The first three installments in this series, beginning in January 2011, talked about preliminary items that must be understood to have a successful rapid intervention team (RIT) on the fireground and asked what the true rapid intervention capability is for your fire department? Using...
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The first three installments in this series, beginning in January 2011, talked about preliminary items that must be understood to have a successful rapid intervention team (RIT) on the fireground and asked what the true rapid intervention capability is for your fire department? Using National Fire Protection Association (NFPA) 1407, Standard for Training Fire Service Rapid Intervention Crews, as a guide, 18 points have been identified that can be used as minimum benchmarks in evaluating your department’s capability.
The first five points that were discussed in parts two and three (July and August 2011) dealt with preparedness and pre-loading. The remaining 13 points deal with specific skill competencies that should be essential for all firefighters functioning in the role of the RIT on the fireground.
Point 6 – Our fire department uses firefighters who are properly trained to fill the rapid intervention function on the fireground.
Rapid intervention is one of the most dangerous and important functions on the fireground, so why wouldn’t we want our best trained firefighters assigned to that task? Rescuing a downed firefighter will be one of the most physically demanding and mentally taxing events that take place on the fireground. Training for this event can be just as demanding and needs to be if success is desired (Figure 1).
Each year, roughly 10% of firefighter line-of-duty deaths take place on the training ground – the only time we have control of the conditions we face. The leading causes of training deaths such as overexertion and falls can be applicable to the training that must take place in relation to rapid intervention. Safety always has to be the number-one priority when training. Firefighters involved in any RIT training evolutions involving elevation differences must have a Class 3 safety harness and belay line in place – using self-contained breathing apparatus (SCBA) in the training environment does not qualify as this. If using live fire for training scenarios, NFPA 1403, Standard on Live-Fire Training Evolutions, should always be strictly adhered to.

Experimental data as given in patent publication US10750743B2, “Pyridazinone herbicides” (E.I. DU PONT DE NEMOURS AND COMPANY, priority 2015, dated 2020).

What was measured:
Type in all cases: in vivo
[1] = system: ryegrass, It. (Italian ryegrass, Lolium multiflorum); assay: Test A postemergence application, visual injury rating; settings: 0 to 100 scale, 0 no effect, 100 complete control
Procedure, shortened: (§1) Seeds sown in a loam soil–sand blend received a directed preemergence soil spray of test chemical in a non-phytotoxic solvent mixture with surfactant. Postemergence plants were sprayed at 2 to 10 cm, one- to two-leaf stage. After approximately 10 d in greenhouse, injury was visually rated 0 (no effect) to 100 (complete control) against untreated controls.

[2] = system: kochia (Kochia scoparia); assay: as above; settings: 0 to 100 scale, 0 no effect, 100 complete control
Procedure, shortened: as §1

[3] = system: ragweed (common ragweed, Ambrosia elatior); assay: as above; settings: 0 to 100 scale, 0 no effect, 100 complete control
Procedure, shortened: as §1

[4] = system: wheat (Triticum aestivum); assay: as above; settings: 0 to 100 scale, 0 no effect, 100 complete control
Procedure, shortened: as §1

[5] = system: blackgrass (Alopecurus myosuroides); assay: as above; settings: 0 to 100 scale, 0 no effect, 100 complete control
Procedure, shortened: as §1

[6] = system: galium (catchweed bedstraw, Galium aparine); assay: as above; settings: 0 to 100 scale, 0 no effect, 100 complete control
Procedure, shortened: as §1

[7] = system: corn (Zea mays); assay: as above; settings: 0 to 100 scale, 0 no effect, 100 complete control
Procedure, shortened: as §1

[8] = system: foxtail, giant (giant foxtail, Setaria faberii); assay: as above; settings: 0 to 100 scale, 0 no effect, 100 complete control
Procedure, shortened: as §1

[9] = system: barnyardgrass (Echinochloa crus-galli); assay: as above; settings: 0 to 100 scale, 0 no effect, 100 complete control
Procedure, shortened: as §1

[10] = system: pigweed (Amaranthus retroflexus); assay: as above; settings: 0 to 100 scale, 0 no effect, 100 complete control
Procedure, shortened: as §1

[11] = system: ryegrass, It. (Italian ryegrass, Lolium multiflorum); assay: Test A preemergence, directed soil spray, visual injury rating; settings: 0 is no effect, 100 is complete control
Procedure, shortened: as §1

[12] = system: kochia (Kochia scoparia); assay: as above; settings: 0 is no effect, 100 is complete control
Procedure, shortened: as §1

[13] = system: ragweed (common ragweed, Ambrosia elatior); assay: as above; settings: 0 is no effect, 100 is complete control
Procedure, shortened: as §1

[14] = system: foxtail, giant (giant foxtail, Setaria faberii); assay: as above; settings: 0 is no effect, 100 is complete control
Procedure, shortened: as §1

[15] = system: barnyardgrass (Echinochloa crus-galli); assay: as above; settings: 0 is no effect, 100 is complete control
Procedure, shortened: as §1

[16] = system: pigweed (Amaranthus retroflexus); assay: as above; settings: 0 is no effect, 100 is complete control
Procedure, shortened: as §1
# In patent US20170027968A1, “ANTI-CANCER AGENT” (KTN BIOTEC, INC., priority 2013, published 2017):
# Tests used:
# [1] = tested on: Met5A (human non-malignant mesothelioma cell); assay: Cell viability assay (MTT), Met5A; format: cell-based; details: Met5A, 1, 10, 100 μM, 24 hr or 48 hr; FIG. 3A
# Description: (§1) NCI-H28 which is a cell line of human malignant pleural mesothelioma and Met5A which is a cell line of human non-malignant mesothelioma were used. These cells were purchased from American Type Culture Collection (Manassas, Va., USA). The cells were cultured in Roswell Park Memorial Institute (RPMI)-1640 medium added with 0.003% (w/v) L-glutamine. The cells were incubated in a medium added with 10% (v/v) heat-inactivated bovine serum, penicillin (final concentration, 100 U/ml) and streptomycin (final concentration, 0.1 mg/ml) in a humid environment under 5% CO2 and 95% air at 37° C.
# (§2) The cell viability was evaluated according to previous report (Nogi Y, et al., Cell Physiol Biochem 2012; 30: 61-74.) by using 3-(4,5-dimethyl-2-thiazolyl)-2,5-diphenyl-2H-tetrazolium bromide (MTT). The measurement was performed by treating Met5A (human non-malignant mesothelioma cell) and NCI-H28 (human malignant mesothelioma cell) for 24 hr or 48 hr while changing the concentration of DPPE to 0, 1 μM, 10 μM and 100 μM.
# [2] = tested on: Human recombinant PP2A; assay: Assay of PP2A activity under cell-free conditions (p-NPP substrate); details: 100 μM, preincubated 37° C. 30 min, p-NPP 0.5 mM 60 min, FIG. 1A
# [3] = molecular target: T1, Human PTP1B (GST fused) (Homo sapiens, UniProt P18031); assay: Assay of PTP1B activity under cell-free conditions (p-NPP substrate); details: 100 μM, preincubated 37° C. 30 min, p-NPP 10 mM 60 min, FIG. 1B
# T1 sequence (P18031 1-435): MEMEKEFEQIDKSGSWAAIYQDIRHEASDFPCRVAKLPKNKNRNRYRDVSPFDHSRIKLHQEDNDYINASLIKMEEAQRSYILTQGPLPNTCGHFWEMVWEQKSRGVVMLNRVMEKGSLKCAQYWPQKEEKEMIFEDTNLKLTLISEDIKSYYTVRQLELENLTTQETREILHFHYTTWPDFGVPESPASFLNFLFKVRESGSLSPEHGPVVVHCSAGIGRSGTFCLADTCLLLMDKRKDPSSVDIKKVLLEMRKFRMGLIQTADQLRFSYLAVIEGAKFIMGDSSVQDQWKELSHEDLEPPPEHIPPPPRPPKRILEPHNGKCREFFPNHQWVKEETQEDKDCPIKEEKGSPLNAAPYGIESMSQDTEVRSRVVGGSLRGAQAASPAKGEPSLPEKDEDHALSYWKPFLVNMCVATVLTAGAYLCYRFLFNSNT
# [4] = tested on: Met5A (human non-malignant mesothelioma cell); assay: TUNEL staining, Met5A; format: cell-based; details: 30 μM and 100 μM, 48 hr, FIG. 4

Solid RIT skills come from having a thorough knowledge and understanding of the basics of firefighting. Proficiency in SCBA, personal protective equipment (PPE), fire behavior, building construction, ropes and knots, ladders, tools and equipment, forcible entry and communications provide the basic foundation to build RIT skills. If our people do not possess proficiency in these areas, how can we expect them to perform at a level where advanced skills, such as the rescue of a downed firefighter, are needed?
Once firefighters have a solid background in the basics, they also must be trained in self-survival skills before progressing into the rescue of one of our own. This provides an understanding of what firefighters being rescued will be trying to do to save themselves prior to the RIT getting to them and serve as a basis of what can be expected to be encountered. Some skills that should be included in this area are window hangs, wall breaching, drywall ladder establishment and emergency-egress techniques such as ladder bails and rope slides (Figures 2, 3 and 4).
Point 7 – Members of our fire department understand the limitations of SCBA and the principles of air management, and are skilled in using the SCBA to its fullest potential.
SCBA must be known and understood, inside and out, by every firefighter. Techniques needed to troubleshoot and correct low-order failures in hostile conditions are a necessity, as are techniques that may be necessary to navigate life-threatening situations (Figure 5).